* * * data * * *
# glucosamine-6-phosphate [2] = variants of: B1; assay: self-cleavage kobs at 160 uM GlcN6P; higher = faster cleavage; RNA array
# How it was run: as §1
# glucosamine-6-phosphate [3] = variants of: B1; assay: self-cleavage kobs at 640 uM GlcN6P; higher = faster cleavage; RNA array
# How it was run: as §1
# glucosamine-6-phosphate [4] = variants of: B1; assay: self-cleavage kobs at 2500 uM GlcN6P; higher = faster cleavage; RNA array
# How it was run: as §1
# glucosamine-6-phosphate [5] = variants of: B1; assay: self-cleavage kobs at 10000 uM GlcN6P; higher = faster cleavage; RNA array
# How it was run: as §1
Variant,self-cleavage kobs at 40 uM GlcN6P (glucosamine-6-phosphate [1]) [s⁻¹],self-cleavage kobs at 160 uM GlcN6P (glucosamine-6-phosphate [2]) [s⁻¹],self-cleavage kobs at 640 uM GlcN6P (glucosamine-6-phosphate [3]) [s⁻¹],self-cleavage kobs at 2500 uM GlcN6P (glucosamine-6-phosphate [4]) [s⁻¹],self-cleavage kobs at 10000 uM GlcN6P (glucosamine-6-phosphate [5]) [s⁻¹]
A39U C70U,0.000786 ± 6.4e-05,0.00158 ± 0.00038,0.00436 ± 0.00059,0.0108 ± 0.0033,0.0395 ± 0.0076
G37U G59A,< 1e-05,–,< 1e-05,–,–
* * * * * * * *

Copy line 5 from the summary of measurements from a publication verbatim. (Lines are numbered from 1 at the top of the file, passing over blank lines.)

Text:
# glucosamine-6-phosphate [4] = variants of: B1; assay: self-cleavage kobs at 2500 uM GlcN6P; higher = faster cleavage; RNA array